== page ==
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By José Carlos Díaz Zanelli
The truth is that the accusations of commission charges to benefit from certain concessions and diversion of public funds to finance political campaigns, all around Petrobras, would constitute one of the enigmatic cases of corruption around oil companies in the region. However, one question remains: does corruption concern only state-owned companies?
For now, in Brazil, together with former Petrobras officials, several executives of private construction companies linked to the state company have already fallen. It is also worth doing a review of the most questioned cases of oil companies in Peru.
When talking about cases of corruption in relation to oil companies in our country, the first one that stands out is the famous Petroaudios Case.
That situation, which was uncovered in 2008, involved the distribution of a series of oil and gas lots in areas such as Pisco, Nazca and Madre de Dios, in exchange for a bunch of bribes that went to the former Minister of Fisheries, Rómulo León; the official of Perupetro, Alberto Químper and the legal representative of the Norwegian oil company in Peru, Discover Petroleum, Ernesto Arias Schreiber. The then president of Petroperú, César Gutiérrez, was also involved.
The political scandal, at that time, was huge. To the point that Alan García's government was forced to renew a large part of its Cabinet of Ministers.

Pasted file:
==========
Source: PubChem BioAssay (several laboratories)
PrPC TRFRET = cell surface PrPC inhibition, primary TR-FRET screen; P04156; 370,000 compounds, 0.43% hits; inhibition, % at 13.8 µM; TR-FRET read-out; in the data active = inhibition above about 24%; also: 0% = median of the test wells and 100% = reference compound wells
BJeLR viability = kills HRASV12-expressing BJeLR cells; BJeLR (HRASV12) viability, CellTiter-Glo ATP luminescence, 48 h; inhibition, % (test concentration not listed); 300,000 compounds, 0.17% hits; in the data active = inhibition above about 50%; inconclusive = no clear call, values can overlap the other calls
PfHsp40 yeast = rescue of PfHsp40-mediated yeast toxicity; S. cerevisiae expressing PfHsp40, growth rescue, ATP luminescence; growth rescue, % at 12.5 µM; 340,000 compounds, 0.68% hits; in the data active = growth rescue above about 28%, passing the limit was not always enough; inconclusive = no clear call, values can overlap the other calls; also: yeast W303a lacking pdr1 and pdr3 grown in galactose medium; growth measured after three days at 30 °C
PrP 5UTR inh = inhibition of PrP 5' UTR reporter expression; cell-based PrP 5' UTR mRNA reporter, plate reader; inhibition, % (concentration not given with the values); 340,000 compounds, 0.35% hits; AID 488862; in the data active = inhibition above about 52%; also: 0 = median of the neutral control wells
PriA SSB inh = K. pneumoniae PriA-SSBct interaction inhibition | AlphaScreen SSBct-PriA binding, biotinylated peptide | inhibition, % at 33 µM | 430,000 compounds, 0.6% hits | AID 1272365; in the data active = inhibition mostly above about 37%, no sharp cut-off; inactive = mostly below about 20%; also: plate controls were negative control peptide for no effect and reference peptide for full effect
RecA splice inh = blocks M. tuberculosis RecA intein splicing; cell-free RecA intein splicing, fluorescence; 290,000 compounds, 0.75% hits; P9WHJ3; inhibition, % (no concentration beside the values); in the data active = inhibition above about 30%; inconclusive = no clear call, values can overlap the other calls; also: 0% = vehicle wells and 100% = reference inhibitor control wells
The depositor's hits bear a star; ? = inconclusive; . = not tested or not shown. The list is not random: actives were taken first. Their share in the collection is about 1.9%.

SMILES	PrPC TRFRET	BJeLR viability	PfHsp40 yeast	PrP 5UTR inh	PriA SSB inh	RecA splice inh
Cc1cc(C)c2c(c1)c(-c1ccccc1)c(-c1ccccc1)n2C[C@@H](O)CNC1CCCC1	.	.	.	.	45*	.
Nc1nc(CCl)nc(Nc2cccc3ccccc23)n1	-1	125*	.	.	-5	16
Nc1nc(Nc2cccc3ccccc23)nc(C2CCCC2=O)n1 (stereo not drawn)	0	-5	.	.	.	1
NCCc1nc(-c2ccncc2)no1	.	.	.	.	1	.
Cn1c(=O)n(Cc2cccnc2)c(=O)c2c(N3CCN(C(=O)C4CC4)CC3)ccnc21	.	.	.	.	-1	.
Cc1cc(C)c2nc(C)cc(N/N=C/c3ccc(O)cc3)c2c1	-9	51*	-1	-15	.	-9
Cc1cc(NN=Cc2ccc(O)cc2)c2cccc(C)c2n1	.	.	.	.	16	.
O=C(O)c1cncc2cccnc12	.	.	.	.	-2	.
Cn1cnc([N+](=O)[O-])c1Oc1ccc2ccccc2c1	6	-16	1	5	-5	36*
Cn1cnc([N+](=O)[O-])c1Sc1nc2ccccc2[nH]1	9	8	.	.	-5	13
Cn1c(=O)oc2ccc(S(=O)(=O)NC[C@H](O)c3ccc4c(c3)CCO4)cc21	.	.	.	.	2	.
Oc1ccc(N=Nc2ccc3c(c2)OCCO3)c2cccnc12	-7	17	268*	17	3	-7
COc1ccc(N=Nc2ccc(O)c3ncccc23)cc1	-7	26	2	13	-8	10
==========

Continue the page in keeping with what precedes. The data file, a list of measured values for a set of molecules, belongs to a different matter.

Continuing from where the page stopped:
It should be noted in this scenario that Petroperú and Petrobras have not functioned in recent years as two separate state oil companies. It should be remembered that in 2012 both companies announced the signing of an energy agreement, something that ultimately did not materialize.
And not only did it not materialize, but in November 2014 Petrobras ended up closing its exit from Peru by selling all of its assets to Chinese capital. By then the corruption scandal in Brazil had already broken out.
Today the lots in which Petrobras once had a stake are in the hands of the Chinese state company, CNPC. Despite the fact that Petroperú at a certain point showed interest in acquiring part of these assets, especially those that were shared with Repsol. In the end, the private oil union exerted pressure and prevented the state-owned union from acquiring greater prominence, a situation similar to that which has recently been experienced with Lots III and IV of Talara.
The private ones
Not all acts of corruption and irregularities related to oil activities come from state entities. In fact, in Peru, one of the most questioned companies is precisely the private Pluspetrol, which operates in different lots nationwide.
This company is currently litigating with the Peruvian State in order not to have to pay an amount of more than S /. 39 million for fines obtained for environmental infractions. For this reason, it is at the head of the oil companies with the highest debts for exceeding its pollution limits.
Today, Pluspetrol, which operates in South America and Africa with Argentine capital, has 40% of the national oil production and 95% of the gas company in its hands. Nothing more and nothing less, in spite of their questioned environmental practices and their precarious relations with the jungle communities that have been affected by their exploitation works.